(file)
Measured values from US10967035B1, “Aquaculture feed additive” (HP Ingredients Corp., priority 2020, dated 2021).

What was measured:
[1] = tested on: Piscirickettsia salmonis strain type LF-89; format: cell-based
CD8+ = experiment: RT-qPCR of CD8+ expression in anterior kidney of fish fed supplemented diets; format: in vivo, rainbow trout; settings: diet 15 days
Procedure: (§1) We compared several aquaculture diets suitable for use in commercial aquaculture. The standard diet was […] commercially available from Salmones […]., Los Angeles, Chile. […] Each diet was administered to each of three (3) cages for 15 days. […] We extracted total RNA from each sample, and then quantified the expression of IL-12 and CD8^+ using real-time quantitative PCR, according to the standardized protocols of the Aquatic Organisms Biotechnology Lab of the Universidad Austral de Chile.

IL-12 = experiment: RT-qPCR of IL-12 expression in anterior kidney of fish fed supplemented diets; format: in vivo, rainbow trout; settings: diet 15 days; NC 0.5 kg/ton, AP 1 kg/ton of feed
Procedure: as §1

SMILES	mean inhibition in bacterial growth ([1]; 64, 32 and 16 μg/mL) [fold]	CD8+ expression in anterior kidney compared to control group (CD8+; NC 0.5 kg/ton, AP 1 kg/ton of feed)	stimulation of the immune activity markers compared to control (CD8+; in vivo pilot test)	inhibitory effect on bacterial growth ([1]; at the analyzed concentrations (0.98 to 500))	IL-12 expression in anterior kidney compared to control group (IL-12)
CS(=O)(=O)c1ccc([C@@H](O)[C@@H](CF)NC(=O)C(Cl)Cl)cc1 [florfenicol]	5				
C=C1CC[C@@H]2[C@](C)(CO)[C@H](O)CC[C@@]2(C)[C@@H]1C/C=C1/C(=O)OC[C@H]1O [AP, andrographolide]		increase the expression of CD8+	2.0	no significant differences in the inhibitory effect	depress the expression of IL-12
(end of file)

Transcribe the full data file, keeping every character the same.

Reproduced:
Measured values from US10967035B1, “Aquaculture feed additive” (HP Ingredients Corp., priority 2020, dated 2021).

What was measured:
[1] = tested on: Piscirickettsia salmonis strain type LF-89; format: cell-based
CD8+ = experiment: RT-qPCR of CD8+ expression in anterior kidney of fish fed supplemented diets; format: in vivo, rainbow trout; settings: diet 15 days
Procedure: (§1) We compared several aquaculture diets suitable for use in commercial aquaculture. The standard diet was […] commercially available from Salmones […]., Los Angeles, Chile. […] Each diet was administered to each of three (3) cages for 15 days. […] We extracted total RNA from each sample, and then quantified the expression of IL-12 and CD8^+ using real-time quantitative PCR, according to the standardized protocols of the Aquatic Organisms Biotechnology Lab of the Universidad Austral de Chile.

IL-12 = experiment: RT-qPCR of IL-12 expression in anterior kidney of fish fed supplemented diets; format: in vivo, rainbow trout; settings: diet 15 days; NC 0.5 kg/ton, AP 1 kg/ton of feed
Procedure: as §1

SMILES	mean inhibition in bacterial growth ([1]; 64, 32 and 16 μg/mL) [fold]	CD8+ expression in anterior kidney compared to control group (CD8+; NC 0.5 kg/ton, AP 1 kg/ton of feed)	stimulation of the immune activity markers compared to control (CD8+; in vivo pilot test)	inhibitory effect on bacterial growth ([1]; at the analyzed concentrations (0.98 to 500))	IL-12 expression in anterior kidney compared to control group (IL-12)
CS(=O)(=O)c1ccc([C@@H](O)[C@@H](CF)NC(=O)C(Cl)Cl)cc1 [florfenicol]	5				
C=C1CC[C@@H]2[C@](C)(CO)[C@H](O)CC[C@@]2(C)[C@@H]1C/C=C1/C(=O)OC[C@H]1O [AP, andrographolide]		increase the expression of CD8+	2.0	no significant differences in the inhibitory effect	depress the expression of IL-12